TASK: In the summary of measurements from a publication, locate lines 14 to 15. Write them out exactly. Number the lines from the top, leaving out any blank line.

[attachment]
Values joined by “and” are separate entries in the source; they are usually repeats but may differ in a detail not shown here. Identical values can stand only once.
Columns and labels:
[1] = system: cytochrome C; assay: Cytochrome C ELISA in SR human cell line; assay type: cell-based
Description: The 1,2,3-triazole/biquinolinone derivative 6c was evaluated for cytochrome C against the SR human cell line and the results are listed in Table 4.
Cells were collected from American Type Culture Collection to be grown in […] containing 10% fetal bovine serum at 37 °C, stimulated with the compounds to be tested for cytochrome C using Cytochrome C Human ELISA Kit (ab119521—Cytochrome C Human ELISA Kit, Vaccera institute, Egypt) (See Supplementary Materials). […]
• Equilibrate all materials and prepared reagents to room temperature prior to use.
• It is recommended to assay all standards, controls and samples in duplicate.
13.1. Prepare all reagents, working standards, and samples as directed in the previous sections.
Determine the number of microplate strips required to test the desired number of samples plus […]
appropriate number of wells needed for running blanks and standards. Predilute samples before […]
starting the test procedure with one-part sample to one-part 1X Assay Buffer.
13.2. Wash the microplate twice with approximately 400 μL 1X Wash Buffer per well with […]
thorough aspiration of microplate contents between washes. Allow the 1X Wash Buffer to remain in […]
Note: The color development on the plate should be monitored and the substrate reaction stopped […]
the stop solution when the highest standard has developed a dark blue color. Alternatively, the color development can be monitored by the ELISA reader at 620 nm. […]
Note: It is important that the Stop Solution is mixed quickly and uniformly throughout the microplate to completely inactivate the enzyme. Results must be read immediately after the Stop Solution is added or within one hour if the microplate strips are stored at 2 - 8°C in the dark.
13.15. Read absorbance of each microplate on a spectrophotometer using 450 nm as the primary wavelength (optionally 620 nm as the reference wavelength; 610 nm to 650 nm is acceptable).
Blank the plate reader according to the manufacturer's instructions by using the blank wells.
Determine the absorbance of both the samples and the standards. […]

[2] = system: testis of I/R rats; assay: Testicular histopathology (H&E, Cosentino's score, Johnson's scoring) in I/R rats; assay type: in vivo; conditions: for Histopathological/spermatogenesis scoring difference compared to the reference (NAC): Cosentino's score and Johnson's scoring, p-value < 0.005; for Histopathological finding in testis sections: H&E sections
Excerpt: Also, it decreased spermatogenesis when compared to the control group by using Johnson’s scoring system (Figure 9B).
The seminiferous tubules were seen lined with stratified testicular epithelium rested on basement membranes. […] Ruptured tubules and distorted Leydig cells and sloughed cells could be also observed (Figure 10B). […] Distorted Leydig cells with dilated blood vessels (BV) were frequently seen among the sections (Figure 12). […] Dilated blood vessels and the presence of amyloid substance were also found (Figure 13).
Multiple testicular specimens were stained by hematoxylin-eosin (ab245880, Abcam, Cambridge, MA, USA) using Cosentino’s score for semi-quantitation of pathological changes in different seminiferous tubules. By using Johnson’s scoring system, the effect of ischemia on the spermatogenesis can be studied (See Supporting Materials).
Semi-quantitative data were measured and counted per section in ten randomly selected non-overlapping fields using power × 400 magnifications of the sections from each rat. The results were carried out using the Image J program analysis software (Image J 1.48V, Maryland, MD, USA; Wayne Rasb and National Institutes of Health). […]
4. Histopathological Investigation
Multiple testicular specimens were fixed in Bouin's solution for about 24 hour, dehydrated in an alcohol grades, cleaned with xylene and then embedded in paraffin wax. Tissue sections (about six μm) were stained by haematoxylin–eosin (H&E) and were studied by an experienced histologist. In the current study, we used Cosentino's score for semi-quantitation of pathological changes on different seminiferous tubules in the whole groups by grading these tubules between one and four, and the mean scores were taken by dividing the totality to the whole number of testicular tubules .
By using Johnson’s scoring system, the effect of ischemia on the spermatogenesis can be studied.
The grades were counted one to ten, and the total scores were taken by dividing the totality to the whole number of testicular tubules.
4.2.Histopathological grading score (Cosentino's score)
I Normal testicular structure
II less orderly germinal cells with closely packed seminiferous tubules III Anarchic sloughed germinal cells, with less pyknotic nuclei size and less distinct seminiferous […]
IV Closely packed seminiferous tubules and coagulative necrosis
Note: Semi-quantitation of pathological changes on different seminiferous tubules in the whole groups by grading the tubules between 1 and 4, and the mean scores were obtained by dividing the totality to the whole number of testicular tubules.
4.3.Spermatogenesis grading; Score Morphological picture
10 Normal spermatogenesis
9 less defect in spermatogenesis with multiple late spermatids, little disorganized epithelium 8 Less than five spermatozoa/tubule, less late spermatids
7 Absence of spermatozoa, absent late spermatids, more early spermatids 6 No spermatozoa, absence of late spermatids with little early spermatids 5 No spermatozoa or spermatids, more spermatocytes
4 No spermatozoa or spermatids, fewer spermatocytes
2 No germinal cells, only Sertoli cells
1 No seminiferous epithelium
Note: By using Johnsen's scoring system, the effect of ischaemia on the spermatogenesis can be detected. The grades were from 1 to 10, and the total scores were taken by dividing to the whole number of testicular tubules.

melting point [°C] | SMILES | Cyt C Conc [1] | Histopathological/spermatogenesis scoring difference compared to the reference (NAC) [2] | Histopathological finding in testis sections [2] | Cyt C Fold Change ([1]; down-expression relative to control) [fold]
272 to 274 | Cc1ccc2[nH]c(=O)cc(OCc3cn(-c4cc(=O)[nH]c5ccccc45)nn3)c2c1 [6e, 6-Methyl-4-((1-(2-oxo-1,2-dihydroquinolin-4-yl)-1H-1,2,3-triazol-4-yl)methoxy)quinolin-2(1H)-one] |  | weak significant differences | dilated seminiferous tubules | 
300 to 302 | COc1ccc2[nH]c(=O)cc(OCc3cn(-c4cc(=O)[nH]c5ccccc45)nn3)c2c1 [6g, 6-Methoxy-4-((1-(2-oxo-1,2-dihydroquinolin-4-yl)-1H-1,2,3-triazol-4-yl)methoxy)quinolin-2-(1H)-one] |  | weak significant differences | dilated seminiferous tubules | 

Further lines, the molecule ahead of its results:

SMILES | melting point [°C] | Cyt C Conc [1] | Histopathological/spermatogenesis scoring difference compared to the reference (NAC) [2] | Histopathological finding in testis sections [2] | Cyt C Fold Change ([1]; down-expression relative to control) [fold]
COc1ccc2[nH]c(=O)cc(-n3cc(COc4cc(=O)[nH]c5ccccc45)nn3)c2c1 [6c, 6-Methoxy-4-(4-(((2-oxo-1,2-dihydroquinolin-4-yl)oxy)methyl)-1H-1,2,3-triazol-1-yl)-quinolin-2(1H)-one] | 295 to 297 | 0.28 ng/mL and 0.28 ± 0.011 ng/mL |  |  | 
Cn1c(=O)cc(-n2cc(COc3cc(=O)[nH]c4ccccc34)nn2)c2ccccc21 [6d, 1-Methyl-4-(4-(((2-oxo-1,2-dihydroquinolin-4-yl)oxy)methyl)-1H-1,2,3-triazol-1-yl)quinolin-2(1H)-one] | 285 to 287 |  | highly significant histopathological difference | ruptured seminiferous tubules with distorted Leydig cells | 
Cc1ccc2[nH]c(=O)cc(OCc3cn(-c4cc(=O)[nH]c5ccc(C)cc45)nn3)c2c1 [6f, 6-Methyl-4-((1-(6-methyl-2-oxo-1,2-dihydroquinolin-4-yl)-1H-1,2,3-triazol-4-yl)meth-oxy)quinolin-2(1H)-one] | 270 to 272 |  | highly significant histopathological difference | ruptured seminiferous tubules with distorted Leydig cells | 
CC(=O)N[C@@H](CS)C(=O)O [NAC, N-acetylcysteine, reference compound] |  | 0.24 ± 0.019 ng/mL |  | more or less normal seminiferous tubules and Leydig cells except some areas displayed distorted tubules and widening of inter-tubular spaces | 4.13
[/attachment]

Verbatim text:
Note: The color development on the plate should be monitored and the substrate reaction stopped […]
the stop solution when the highest standard has developed a dark blue color. Alternatively, the color development can be monitored by the ELISA reader at 620 nm. […]